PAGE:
Don't Arrive In Certain 'States'
Always arrive to your session prepared for an intense workout. Avoid showing up on an empty stomach, little to no sleep, or when you're coming down from having the cold or getting over a stomach bug. It wastes everyone's time. You really can't do anything worth while if your body isn't fueled, hydrated, and ready to work.
Your personal trainer is probably going to have you keep a food log and bring it in. Often people feel embarrassed about what they eat because they know that it's not good for them and they have it anyways. Basically, it's not uncommon for people to lie about what they're really eating. It's also easy to leave out snacks that you have here and there throughout the day. Be forward and honest on your food tracker, your trainer is a human (sometimes) and understands how hard it can be to get into the routine of things and eat right.
The more honest and open you are about your diet, the more your personal trainer can help you achieve your goals.
Small Group Sessions
Personal trainers are expensive, I don't need to tell you that. If you're on a budget but you feel like you need the extra kick to get going on your new lifestyle, recruit some friends for a group session. Often personal trainers will have group sessions with a maximum of five people for lower fee's. Not all trainers offer this, but a vast majority do - and it never hurts to ask!
It's frustrating for both you and them when results and goals are slow or not being met. Keep up the maximum effort, it's okay to have cheat days once in a while, just make sure you aren't going out every weekend for pizza and alcoholic beverages.
When Your Late It Wastes Their Time…and Yours
Not only is it disrespectful to show up late, all it does is waste your money. Showing up late makes it difficult to reach your 'goal weight' by a certain set date. It's a good idea to even show up a little early and get started on that warm up so you're 100% for the 'hardcore' workout stuff when your personal trainer arrives.
Pain Is Not Gain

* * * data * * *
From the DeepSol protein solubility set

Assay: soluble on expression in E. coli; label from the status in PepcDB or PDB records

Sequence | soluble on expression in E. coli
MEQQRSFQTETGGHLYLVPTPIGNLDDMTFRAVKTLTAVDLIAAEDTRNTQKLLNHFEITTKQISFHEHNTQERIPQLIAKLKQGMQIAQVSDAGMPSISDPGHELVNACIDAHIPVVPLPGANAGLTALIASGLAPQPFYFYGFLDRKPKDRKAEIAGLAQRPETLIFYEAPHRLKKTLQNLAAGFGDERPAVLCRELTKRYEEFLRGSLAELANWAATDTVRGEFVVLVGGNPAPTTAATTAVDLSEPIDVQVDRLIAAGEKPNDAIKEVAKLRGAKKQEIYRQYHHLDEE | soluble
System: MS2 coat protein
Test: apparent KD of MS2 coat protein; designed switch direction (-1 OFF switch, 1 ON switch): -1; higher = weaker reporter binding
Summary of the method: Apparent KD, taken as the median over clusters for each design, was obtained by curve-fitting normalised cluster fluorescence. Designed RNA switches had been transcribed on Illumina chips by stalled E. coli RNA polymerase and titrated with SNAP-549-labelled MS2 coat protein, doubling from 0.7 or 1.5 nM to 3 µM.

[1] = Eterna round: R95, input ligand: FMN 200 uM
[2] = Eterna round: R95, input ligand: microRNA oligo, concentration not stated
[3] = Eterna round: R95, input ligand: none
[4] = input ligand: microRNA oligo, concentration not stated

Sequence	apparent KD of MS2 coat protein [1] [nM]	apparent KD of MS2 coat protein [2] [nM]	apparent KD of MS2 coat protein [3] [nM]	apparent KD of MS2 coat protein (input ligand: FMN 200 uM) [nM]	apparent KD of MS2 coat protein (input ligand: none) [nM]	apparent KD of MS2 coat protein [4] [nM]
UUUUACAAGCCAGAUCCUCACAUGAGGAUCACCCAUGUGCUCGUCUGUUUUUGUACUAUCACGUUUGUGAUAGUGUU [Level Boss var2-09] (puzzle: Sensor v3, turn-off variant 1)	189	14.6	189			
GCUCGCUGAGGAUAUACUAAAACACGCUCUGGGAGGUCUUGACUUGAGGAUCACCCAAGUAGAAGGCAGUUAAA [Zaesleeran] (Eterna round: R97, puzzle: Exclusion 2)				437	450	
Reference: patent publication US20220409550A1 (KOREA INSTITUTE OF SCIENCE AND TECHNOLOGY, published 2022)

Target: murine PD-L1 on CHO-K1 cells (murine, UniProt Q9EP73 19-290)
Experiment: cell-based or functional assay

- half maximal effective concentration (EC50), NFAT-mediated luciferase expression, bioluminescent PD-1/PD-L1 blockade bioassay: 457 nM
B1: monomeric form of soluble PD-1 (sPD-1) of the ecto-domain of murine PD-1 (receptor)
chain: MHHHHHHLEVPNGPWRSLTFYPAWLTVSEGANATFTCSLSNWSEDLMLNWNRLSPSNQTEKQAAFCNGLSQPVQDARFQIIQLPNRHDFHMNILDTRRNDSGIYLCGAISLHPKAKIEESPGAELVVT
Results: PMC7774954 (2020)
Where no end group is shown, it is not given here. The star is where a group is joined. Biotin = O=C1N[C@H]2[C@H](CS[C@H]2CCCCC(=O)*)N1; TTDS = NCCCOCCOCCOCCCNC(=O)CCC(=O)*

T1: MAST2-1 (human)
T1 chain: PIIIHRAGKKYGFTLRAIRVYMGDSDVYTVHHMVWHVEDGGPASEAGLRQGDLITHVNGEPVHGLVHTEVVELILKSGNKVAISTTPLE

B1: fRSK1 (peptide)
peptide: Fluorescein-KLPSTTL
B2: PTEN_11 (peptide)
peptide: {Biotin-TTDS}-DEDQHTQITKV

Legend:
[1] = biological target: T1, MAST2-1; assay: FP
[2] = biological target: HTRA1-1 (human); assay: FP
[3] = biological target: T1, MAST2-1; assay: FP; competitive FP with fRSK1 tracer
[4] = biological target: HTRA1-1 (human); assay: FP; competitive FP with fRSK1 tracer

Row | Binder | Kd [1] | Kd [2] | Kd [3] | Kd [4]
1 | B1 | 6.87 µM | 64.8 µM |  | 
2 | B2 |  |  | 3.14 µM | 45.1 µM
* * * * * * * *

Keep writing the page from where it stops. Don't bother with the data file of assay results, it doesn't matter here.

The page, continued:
This old saying is dead wrong. Working out can make you sore and cause muscle fatigue, but it should never cause shooting pains. If a workout hurts in any way, tell your trainer. Injuries also put you behind your goal schedule, and chances are you'll end up mad at your trainer; despite the fact that they didn't know it was causing you pain until it was too late.
As a stubborn person that always feels the need to look 'tough', I understand that it can be hard to tell people that you need to stop because it hurts. Just put your pride away. It's not worth a possible long lasting injury.
Obviously your trainer isn't going to suggest that you wear flip flops to your session, but then again they may not suggest that you buy a better brand of shoes. Quality is important and the shoes you need for cardio versus the shoes you need for weight lifting differ. It's a wise decision to make the shoe investment. Do some research about what shoes work best and even consult your trainer about what would be a good fit.
You Can Pay For Less & Still Get Results
A 30 minute maximum effort session is better than a slow paced 60 minute session overall. Also, going for just the 30 minutes can cut your costs in half.
I'm Not Getting Rich
This mainly applies to trainers that are working at commercial gyms, and while you may be paying a lot for your training sessions, the trainers themselves don't usually make much. The median annual income in 2012 for trainers and instructors was around $31,720, which is about $15 an hour. That's not a bad pay for the trainers, but it just goes to show that the majority of the money goes towards the facility.
So next time you feel annoyed with the price, remember that your trainer is handing 40% to 60% over to pay for the gym that employs them. And on that topic, certain "big-box" gym facilities only pay $12 an hour even though clients pay around $30 for an hour session.
I've always held the view (even before I decided that it's what I want to do) that it's better to hire self-employed trainers. And while they have overhead costs (including liability insurance) at least they're making a decent living - especially if they have a family.
It's Okay To Fire Me
If you listen to all the advice your trainer has for you, and you follow it strictly but never see any results, you can fire them. It's like dating, if it's not working for you, just simply say "I appreciate all you've done to help (because most of them really are trying) but I won't be coming anymore/as often".
The same applies for behaviors/strategies. If you expected a motivational trainer and ended up with a drill sergeant and feel unhappy with their behaviors/techniques in this aspect, it's okay to leave and find someone else.
Just remember, it's always best to put in max effort as well as be honest!